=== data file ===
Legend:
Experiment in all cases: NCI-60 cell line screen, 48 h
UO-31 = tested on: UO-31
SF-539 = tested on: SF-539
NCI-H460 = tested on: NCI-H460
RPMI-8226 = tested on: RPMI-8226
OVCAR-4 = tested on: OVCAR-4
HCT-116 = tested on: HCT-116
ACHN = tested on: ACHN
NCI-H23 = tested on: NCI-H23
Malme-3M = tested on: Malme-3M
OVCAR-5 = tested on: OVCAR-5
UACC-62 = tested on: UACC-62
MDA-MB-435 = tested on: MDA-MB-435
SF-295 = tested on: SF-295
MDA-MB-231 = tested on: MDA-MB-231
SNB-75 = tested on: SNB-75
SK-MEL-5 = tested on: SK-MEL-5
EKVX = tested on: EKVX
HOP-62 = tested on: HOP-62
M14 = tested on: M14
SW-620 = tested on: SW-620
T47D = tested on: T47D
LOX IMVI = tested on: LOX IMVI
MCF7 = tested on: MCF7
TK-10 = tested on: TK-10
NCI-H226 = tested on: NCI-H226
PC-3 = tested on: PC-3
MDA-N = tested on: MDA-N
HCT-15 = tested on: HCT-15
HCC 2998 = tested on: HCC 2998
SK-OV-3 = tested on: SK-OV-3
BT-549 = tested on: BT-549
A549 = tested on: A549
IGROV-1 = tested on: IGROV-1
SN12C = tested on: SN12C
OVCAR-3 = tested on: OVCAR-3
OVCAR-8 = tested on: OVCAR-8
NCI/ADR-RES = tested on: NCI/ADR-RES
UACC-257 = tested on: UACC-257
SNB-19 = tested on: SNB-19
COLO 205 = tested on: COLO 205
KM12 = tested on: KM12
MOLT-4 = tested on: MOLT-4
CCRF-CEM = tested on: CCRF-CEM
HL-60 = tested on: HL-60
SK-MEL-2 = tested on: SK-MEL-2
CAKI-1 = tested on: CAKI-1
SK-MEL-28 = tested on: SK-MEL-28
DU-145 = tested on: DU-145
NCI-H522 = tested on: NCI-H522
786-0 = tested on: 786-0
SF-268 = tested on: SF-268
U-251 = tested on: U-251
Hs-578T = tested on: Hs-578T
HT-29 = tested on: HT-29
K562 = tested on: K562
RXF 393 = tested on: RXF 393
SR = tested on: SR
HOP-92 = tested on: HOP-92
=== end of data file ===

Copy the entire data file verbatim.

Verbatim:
Legend:
Experiment in all cases: NCI-60 cell line screen, 48 h
UO-31 = tested on: UO-31
SF-539 = tested on: SF-539
NCI-H460 = tested on: NCI-H460
RPMI-8226 = tested on: RPMI-8226
OVCAR-4 = tested on: OVCAR-4
HCT-116 = tested on: HCT-116
ACHN = tested on: ACHN
NCI-H23 = tested on: NCI-H23
Malme-3M = tested on: Malme-3M
OVCAR-5 = tested on: OVCAR-5
UACC-62 = tested on: UACC-62
MDA-MB-435 = tested on: MDA-MB-435
SF-295 = tested on: SF-295
MDA-MB-231 = tested on: MDA-MB-231
SNB-75 = tested on: SNB-75
SK-MEL-5 = tested on: SK-MEL-5
EKVX = tested on: EKVX
HOP-62 = tested on: HOP-62
M14 = tested on: M14
SW-620 = tested on: SW-620
T47D = tested on: T47D
LOX IMVI = tested on: LOX IMVI
MCF7 = tested on: MCF7
TK-10 = tested on: TK-10
NCI-H226 = tested on: NCI-H226
PC-3 = tested on: PC-3
MDA-N = tested on: MDA-N
HCT-15 = tested on: HCT-15
HCC 2998 = tested on: HCC 2998
SK-OV-3 = tested on: SK-OV-3
BT-549 = tested on: BT-549
A549 = tested on: A549
IGROV-1 = tested on: IGROV-1
SN12C = tested on: SN12C
OVCAR-3 = tested on: OVCAR-3
OVCAR-8 = tested on: OVCAR-8
NCI/ADR-RES = tested on: NCI/ADR-RES
UACC-257 = tested on: UACC-257
SNB-19 = tested on: SNB-19
COLO 205 = tested on: COLO 205
KM12 = tested on: KM12
MOLT-4 = tested on: MOLT-4
CCRF-CEM = tested on: CCRF-CEM
HL-60 = tested on: HL-60
SK-MEL-2 = tested on: SK-MEL-2
CAKI-1 = tested on: CAKI-1
SK-MEL-28 = tested on: SK-MEL-28
DU-145 = tested on: DU-145
NCI-H522 = tested on: NCI-H522
786-0 = tested on: 786-0
SF-268 = tested on: SF-268
U-251 = tested on: U-251
Hs-578T = tested on: Hs-578T
HT-29 = tested on: HT-29
K562 = tested on: K562
RXF 393 = tested on: RXF 393
SR = tested on: SR
HOP-92 = tested on: HOP-92